Microsoft has come under attack from partners claiming the firm is turning a blind eye to channel firms that misuse its branding.
The software giant introduced a competency-based channel programme in October 2010, ditching its Microsoft Gold and Silver Certified Partner accreditations in the process.
Partners were given until 31 October 2011 to remove the Gold and Silver Certified Partner logos from their websites and replace them with badges showing the areas in which they hold competencies.
However, a handful of disgruntled Competency-holding Microsoft partners have recently contacted ChannelWeb to complain that many VARs have not complied and are still using the old logos.
It is also claimed that Microsoft has done little to educate customers about what Competency-holding partners are, causing some to question why they pursued the accreditations in the first place.
A Silver and Gold Competency partner, who spoke to ChannelWeb on condition of anonymity, explained: "If a customer does not understand the value or is misled to believe that a certification that no longer exists is as good, if not better than, the new Gold competency, then it does not matter what we pay or what exams we do. It is a wasted investment."
This sentiment was echoed by several other partners, who also asked not be named. They urged the vendor to step up its customer marketing activities and clamp down on partners still using the old logos.
"Customers do not understand at all and most of them do not even know about it," said one. "The new Competency Framework is more complicated to understand and it used to be simple: you were either Silver or Gold. Now you can be Silver in one thing and Gold elsewhere."
Meanwhile, another partner described the situation as "farcical", adding that his company is considering leaving the Microsoft fold altogether.
"It is akin to piracy because there are partners out there that have not bothered to meet the requirements of the new programme, but they still appear to be a Gold Partner," he said. "
"The use of the logos is not policed. There is absolutely nothing to stop me from leaving the programme, putting a badge I do not have on my website, and using it to lure in customers. It would be much cheaper, too."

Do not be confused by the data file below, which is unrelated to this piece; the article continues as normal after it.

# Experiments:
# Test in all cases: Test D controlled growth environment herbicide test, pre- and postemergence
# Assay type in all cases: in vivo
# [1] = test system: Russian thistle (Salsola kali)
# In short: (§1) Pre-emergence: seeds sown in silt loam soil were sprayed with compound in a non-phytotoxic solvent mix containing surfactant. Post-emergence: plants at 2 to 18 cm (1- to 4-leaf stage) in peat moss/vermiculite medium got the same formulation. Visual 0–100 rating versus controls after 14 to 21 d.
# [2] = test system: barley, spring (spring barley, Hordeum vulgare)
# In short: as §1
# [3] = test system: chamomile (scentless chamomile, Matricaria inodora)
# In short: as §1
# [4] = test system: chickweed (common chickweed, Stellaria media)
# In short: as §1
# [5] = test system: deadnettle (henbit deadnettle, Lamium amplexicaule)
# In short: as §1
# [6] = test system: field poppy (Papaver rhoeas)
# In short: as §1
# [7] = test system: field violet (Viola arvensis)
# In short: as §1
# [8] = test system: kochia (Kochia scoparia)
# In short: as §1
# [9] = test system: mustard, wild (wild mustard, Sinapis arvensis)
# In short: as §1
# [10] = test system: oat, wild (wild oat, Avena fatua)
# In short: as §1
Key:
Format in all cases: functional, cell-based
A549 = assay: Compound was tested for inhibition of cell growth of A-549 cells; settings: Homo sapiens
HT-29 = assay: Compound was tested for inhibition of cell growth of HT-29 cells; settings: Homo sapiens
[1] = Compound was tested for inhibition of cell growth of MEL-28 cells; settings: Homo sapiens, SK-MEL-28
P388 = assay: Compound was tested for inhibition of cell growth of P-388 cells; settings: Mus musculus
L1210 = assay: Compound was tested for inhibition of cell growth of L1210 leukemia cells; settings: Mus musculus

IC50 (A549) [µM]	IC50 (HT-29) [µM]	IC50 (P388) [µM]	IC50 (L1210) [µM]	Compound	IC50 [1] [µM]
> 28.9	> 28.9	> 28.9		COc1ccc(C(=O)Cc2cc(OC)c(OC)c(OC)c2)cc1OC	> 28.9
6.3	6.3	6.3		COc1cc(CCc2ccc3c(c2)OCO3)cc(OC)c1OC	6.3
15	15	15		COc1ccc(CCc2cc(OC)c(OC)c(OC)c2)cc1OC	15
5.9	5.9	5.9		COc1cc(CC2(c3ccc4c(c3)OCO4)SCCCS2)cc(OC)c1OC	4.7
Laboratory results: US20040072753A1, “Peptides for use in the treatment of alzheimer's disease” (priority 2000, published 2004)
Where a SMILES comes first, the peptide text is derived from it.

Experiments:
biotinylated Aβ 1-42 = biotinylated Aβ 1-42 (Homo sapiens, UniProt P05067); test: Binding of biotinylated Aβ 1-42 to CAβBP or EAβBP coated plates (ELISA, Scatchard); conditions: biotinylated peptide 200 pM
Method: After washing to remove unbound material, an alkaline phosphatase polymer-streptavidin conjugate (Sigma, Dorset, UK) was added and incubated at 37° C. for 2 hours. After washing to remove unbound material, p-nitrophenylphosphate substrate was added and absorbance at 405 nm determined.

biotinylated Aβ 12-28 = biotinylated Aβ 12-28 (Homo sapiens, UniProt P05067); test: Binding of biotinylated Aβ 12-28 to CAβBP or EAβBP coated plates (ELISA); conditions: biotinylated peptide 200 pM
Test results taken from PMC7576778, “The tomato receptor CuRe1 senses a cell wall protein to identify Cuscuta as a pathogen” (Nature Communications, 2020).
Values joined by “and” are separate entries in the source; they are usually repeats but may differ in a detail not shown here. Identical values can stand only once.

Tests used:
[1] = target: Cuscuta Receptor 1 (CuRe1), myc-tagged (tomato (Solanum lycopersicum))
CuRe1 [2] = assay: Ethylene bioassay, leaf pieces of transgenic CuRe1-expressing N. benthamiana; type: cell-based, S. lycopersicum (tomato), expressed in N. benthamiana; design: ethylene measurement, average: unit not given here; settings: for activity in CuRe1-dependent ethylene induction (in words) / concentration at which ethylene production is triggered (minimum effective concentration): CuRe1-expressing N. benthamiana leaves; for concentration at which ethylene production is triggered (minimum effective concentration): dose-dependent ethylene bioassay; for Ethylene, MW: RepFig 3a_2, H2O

In a statement to ChannelWeb, a Microsoft spokesperson confirmed that it is taking action against VARs that still use the old partner logos.
"Given the amount of materials available in the marketplace, it is very difficult for Microsoft to track every partner's usage of the logo," wrote the spokesperson.
"However, we are working through a number of examples of partners using the old terminology and logos, and encouraging them to replace it with the new accreditations (if they have met the requirements) or requesting that they remove them."
As for building end-user awareness, the Microsoft spokesperson said the firm has already instigated a "number of activities" to address this.
For instance, the software vendor claims the Competency programme's benefits are clearly explained to customers on its partner directory site, Pinpoint.
Its main website also features advice and explanations to help customers choose the "type of partner that is right for them".
The spokesperson added: "We also make available to Gold and Silver Competency partners a boilerplate for press releases to allow them to promote their success, along with a standard Microsoft quote to assist in driving the message to the marketplace."
In response to this, another anonymous Microsoft VAR told ChannelWeb that help writing press releases will be of little use to many of the firm's smaller partners.
"I am a small business. I do not have the time or money to spend on marketing or sending out press releases about what my business does," the partner explained.
"And I would not have to if Microsoft took a more proactive approach to telling people what the Competency programme is all about."
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